Ecomerc's OrgCon. This asks 77 questions grouped into 17 categories. Here are some of the questions from the co-ordination and control category. NOTE – these may have changed in the last year or so since I used OrgCon:

Current centralization

  • How much direct involvement does top management have in gathering the information they use for making decisions?
  • To what degree does top management participate in the interpretation of the information input?
  • To what degree does top management directly control the execution of decisions?
  • How much discretion does the typical middle manager have in establishing his/her budget?
  • How much discretion does the typical middle manager have in determining how his/her unit will be evaluated?

The software is principally for use in educational settings for participants on executive MBA programs.

Orgvue draws on a range of organization data to guide organization designers 'from your 'as is' situation to a whole range of 'to be' scenarios, including FTE, costs, responsibilities and skills.'

Flexsim is an example of a tool for modeling, analyzing, visualizing, and optimizing any imaginable process – from manufacturing to supply chains, abstract examples to real world systems, and anything in between.

An article in the Journal of Organization Design last year by Raymond Elliot Levitt Using Simulation to Study, Design and Invent Organizations makes for an interesting read. It's an academic style, fairly heavy going article but well worth the challenge – here's the abstract for the time crunched.

This article argues that progressively validated, calibrated, and refined computational simulation models of organizations are rapidly evolving into: (a) powerful new kinds of organizational analysis tools to support organization design by predicting the performance of specific organizational configurations for a given task and environment; (b) flexible new kinds of organizational theorem provers for validating extant organization theory and developing new theory; and (c) organizational test benches that can be used to explore the efficacy of hypothetical organizational configurations that can address the unprecedented demands of new and emerging work processes in the presence of high levels of uncertainty and ambiguity.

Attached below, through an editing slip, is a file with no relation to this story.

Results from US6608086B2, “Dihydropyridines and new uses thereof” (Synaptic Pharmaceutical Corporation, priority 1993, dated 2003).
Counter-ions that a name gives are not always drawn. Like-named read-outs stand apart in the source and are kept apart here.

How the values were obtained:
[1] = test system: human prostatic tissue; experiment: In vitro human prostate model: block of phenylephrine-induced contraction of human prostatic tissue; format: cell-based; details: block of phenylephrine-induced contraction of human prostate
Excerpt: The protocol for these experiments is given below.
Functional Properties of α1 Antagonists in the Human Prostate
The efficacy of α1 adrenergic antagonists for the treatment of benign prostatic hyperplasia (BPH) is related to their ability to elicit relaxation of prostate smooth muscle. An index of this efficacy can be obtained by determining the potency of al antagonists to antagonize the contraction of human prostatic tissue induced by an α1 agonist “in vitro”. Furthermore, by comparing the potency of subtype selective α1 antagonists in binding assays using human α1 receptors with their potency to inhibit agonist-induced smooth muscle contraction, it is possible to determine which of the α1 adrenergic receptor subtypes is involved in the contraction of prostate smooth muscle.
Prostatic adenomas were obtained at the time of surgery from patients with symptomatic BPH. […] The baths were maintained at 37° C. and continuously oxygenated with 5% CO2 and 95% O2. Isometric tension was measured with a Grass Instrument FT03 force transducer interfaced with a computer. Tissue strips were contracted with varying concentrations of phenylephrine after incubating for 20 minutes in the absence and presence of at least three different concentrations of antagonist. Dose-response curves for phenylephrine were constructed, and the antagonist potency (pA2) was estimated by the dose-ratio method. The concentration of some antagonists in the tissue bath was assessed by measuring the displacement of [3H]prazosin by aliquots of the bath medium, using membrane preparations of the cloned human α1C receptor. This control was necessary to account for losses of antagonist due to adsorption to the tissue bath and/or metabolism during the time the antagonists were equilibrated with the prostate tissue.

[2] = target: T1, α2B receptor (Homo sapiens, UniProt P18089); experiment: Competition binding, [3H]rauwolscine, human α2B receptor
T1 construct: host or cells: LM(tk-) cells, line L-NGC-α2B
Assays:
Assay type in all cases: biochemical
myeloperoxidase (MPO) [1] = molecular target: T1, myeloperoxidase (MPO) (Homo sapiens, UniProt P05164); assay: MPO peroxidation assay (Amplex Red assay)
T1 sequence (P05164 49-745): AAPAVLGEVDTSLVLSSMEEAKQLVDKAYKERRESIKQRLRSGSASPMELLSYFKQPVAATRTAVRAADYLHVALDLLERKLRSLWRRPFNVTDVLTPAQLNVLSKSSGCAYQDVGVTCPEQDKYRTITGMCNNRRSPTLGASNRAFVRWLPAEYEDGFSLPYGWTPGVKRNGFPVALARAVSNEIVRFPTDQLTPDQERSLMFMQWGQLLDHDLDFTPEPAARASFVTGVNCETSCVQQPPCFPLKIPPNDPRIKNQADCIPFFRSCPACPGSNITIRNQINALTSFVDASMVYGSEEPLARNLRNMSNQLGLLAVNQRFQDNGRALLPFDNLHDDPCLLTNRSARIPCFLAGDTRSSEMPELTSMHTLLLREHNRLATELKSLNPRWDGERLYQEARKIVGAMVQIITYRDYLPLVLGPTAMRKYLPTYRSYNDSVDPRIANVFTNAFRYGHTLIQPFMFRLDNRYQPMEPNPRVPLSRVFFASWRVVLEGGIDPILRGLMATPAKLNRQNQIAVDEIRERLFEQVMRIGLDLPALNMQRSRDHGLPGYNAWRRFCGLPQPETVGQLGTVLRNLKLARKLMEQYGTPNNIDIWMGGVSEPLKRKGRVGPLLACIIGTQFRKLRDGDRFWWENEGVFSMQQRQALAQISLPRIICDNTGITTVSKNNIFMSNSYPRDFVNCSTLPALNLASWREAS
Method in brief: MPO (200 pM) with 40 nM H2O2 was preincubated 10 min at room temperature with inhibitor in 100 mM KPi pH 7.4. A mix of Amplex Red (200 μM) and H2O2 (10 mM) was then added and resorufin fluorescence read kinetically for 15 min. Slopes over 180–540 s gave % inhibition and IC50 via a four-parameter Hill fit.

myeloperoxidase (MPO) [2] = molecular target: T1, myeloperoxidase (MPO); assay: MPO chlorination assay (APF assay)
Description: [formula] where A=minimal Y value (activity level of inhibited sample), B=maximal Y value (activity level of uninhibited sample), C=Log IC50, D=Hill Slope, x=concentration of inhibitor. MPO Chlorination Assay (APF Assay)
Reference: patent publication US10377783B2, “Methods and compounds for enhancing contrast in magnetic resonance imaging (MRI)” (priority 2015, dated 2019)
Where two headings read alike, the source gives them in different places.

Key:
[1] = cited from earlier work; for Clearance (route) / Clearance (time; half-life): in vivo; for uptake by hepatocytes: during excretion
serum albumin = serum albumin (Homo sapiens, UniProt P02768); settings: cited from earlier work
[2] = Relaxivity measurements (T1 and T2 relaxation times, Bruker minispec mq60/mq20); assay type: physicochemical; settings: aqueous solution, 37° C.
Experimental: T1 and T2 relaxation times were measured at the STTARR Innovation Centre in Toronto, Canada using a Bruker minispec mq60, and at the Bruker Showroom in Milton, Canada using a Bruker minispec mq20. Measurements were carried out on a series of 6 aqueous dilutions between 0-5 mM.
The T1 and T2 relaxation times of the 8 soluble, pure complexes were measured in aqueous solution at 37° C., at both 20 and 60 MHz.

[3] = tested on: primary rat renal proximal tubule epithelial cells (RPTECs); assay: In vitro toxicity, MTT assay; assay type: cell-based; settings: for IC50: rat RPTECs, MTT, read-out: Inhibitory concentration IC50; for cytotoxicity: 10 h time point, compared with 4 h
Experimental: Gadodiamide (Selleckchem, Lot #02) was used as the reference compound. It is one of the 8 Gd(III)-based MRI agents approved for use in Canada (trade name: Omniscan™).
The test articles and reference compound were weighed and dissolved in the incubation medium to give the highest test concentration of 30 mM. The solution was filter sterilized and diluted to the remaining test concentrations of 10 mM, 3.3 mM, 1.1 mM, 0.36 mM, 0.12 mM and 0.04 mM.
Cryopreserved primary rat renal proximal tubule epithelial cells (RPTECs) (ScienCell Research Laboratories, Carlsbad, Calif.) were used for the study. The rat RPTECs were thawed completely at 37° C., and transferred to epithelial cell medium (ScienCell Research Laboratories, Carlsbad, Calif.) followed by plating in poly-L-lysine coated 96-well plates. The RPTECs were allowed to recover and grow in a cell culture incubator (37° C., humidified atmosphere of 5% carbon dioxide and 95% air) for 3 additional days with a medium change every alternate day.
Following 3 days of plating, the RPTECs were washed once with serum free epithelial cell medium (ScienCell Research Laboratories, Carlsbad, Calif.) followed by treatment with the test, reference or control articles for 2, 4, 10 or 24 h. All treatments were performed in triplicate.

Nicolay Worren has a blog piece about pilot testing an organization design simulation. In this test 'The key idea was to have 7 tables with 5 students, each symbolizing a department, while coloured t-shirts symbolized the work process they performed. Hence the task was to reconfigure the formal structure into a more process-based organization by moving people according to set rules.'

This comes closer to the idea that simulations could be used to develop or test new organization designs in a way that includes the human behavior that is so often missing in the standard organization design methodologies but still doesn't quite match the immersed experiential style of last week's healthcare one.

Business simulations of the type offered by Harvard Education might go some way towards the sort of thing I'm imagining. I listened to the info on the Change Management one. Again this one is designed as a teaching tool and I would describe it as a game (the semantics of simulation, role-playing and gaming are confusing). These types of thing are useful for teaching but they're not same as a realistic situation in which people are really testing out a proposed situation.

What I've found helpful in organization design testing are what I call 'walk-throughs' but they are not related to the activity in the physical space. Essentially they involve displaying the mapped new workflow and organization chart on a wall, standing in front of the display with a realistic scenario that has been developed by people who do that work – and 'walking it through' the end to end process in proposed new design. (I should more realistically call it a 'talk through'). Participants in this activity are those who will be doing the work. This does have the effect of highlighting deficiencies, bottle-necks and so on but again is not the powerful experience of actually trying out the work in the space that I witnessed last week.

If you know of any organization design simulation work going (beyond the quantitative data modeling) let me know.